Aussie Doubles Anyone?

fe6250

Semi-Pro
I've been curious if anyone on here has much experience with playing doubles in the Aussie or I formations. I play 3.5 and 4.0 men's tennis and have yet to run into it in a match. My questions would be:

1.) What are the advantages / disadvantages of using these formations?
2.) Is there a level where these makes more or less sense?
3.) If you are a fan of one or both of these formations - are there any tips on strategy or drills that can make you more effective?

I apologize if this has been discussed before, but I hadn't seen this discussed yet.
 
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Cindysphinx

G.O.A.T.
I'm a 3.5, and I'm starting to use it more and more.

We tend to use it in mixed if the male opponent is playing the ad court. This will give the server a chance to play his forehand down the line to the male opponent's backhand. It also puts the FH volley of the net player in the middle, for whose who don't like to hit their BH volley.

I have also used it when any opponent has a good cross-court return that swings the server off the court. Some returners have trouble going down the line over the high part of the net and dealing with the shorter court to hit to.

It is worth learning, but you should practice it. It is a different look when you are the server, and as the net player it feels very weird.
 

JavierLW

Hall of Fame
I've been curious if anyone on here has much experience with playing doubles in the Aussie or I formations. I play 3.5 and 4.0 men's tennis and have yet to run into it in a match. My questions would be:

1.) What are the advantages / disadvantages of using these formations?
2.) Is there a level where these makes more or less sense?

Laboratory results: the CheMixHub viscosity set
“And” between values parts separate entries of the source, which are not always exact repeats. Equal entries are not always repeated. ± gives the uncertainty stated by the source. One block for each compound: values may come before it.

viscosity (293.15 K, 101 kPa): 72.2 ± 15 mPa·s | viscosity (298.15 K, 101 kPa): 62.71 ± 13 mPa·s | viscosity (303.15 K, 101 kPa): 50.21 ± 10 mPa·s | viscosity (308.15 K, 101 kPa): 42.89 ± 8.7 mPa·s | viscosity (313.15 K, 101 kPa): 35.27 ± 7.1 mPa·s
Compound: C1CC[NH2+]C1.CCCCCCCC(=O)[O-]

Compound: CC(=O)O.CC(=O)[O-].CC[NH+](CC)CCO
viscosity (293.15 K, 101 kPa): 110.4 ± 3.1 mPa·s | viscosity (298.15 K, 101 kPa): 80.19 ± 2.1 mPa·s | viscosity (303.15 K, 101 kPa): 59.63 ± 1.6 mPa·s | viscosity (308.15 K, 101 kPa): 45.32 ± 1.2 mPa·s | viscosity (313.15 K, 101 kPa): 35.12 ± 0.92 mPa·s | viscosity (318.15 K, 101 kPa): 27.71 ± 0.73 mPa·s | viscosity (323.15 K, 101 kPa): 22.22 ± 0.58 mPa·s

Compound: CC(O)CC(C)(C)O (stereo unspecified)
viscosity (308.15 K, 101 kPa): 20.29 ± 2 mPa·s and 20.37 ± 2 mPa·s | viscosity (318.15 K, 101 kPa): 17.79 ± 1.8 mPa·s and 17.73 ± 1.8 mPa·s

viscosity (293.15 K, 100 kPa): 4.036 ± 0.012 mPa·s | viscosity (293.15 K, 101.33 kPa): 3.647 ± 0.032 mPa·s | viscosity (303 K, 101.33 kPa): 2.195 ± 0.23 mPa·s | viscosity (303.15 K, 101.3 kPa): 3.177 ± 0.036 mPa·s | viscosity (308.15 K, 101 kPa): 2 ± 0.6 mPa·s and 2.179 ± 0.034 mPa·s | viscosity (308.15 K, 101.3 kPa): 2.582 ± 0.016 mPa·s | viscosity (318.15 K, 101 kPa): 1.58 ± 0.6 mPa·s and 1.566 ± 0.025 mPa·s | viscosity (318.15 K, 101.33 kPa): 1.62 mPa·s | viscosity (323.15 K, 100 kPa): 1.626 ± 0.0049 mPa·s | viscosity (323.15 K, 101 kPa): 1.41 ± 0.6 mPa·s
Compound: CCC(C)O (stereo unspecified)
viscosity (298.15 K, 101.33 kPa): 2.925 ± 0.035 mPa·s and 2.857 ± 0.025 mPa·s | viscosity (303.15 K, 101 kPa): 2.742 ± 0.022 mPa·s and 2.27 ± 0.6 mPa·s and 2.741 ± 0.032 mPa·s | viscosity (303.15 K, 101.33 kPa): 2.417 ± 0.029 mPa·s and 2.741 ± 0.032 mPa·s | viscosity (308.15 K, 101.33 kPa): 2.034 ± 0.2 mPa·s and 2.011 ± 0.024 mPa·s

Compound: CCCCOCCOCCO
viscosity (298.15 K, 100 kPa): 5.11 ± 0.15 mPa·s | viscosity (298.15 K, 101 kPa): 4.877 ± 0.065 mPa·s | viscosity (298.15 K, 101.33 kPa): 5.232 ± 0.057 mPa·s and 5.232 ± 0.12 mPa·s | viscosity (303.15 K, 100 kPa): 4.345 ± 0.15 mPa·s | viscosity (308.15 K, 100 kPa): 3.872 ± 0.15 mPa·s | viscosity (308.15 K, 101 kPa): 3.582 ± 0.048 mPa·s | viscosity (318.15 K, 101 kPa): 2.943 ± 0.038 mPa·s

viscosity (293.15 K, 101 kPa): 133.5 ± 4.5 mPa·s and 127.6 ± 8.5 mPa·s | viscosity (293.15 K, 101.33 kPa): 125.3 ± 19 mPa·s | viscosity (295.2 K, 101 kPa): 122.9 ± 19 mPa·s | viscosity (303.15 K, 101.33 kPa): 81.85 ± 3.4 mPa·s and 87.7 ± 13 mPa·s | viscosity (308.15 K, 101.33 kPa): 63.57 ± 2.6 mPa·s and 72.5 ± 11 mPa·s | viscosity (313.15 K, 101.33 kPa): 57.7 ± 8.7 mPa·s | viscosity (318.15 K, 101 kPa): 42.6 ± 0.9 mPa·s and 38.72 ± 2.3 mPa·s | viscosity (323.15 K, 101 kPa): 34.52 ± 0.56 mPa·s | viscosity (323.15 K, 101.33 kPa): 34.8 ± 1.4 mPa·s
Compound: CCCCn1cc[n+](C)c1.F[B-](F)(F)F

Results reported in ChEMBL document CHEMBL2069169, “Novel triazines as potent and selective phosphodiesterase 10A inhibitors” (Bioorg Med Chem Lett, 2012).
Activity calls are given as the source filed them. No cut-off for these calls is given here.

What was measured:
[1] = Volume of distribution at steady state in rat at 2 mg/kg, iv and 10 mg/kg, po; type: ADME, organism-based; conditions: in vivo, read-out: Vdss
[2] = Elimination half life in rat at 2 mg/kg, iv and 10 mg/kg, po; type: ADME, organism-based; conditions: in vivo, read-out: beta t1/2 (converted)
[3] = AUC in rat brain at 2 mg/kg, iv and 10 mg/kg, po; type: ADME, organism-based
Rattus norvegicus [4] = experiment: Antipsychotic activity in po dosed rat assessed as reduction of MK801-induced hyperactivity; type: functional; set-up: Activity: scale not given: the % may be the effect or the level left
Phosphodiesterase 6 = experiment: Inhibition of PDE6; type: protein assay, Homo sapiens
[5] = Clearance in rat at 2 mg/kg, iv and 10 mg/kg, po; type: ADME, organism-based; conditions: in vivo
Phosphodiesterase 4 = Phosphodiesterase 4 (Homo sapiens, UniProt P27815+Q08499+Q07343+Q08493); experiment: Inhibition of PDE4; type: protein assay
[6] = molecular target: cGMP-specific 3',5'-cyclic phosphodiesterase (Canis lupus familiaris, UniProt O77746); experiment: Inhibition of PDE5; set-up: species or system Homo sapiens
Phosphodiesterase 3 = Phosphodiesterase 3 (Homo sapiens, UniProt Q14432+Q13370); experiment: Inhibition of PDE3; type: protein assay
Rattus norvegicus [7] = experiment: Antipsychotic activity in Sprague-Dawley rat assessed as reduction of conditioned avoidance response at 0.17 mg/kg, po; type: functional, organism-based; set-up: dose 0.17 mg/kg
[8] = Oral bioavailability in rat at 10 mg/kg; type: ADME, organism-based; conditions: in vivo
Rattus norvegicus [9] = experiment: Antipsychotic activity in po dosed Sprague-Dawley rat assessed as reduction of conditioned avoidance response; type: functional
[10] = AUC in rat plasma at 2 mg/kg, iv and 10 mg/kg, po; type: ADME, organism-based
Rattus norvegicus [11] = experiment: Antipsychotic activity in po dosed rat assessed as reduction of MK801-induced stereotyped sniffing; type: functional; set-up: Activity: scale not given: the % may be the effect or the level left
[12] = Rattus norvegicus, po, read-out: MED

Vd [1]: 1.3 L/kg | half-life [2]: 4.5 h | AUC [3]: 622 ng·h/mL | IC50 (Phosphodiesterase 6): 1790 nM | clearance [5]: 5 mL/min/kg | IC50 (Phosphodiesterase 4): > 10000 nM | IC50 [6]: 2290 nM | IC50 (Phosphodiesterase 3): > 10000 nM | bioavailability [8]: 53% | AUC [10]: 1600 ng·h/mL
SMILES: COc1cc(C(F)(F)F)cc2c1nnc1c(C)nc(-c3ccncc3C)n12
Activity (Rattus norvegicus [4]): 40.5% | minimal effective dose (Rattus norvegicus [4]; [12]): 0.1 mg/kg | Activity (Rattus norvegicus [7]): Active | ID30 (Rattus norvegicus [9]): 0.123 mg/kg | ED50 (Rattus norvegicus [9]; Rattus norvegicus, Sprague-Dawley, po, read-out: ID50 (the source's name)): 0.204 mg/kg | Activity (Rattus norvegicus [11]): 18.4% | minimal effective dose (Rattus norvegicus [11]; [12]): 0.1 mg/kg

3.) If you are a fan of one or both of these formations - are there any tips on strategy or drills that can make you more effective?

I apologize if this has been discussed before, but I hadn't seen this discussed yet.
Ive used it when we are playing a strong player / weak player combination and we are serving against the weaker player. Especially after they've finally gotten down the cross court return.

I seems to isolate them somehow and keep the stronger player out of the point. If I can serve down the T, and move in for instance, and I feel that I can win against that player in a couple shots it's a good move.

For some reason a lot of players wont cross over and take balls in this situation (where they would pick more balls off cross court), so it keeps the strong player out of the point completely sometimes.

I know a lot of better doubles teams at higher levels that seem to just use the I formation instead.
 
Interesting thread. I like using the Australian formation when serving to the ad court, because it forces the returner to hit down the line to my forehand, where I will hit it right back to his backhand, over and over, which will usually win me the point. Of course this assumes 2 right-handers, but it should also work in the deuce court against a lefty.

I also like using the I, just to keep them guessing. If they have to think about which way the net man is moving, then they will probably put a weaker return in play.
 

iLose

New User
I like this formation just to fool around with, after I while I find it makes our doubles play worse (thats just for me though it could be a completely different story for you guys) We tend to the "straight" formation which is the same thing except the the net person stands in line with the person serving or a little more toward the servers side, thus he can just stand or get in his normal net play position instead of bending way down. Like someone else said, it is great to take away someones good cross court return, and the looks of it throws people off a bit.
 

AndrewD

Legend
fe6250,

It makes a big difference depending on how you play doubles - 2 up at net or 1 up and 1 back (I get the very distinct impression, from comments made on the message board, that in the States you guys play mainly the latter combination).
 

Doc Hollidae

Hall of Fame
There's a website out there. Operation Doubles I think? They have a nice basic explanation and strategy behind both formations. Also how to counter them as well I believe.

They favor aggressive net play imo, but also functions as a "change-up" to give your opponents a different look. If someone has a killer cross court return. Playing in either formation makes them think twice. They might be hitting it straight into the net man with their partner looking like a deer in front of headlights. That isn't always the case, but it can break their groove.

Disadvantages, the DTL alley will be wide open if struck cleanly. However, even a floating deep slice or lob are effective in those situations. The middle is also vulnerable at times. In the I formation you're looking to move pretty quick to your side. So the middles can be exposed during that initial movement after the serve.